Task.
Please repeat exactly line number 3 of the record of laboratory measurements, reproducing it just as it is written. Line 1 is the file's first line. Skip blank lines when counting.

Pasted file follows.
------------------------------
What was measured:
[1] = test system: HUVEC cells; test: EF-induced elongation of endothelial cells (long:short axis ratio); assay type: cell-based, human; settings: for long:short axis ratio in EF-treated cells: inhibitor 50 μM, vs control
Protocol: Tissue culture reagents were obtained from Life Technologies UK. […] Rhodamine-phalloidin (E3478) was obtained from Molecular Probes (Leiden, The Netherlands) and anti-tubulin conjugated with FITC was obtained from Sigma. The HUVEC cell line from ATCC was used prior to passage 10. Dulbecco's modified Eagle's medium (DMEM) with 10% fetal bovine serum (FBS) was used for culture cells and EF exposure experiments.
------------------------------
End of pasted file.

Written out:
Protocol: Tissue culture reagents were obtained from Life Technologies UK. […] Rhodamine-phalloidin (E3478) was obtained from Molecular Probes (Leiden, The Netherlands) and anti-tubulin conjugated with FITC was obtained from Sigma. The HUVEC cell line from ATCC was used prior to passage 10. Dulbecco's modified Eagle's medium (DMEM) with 10% fetal bovine serum (FBS) was used for culture cells and EF exposure experiments.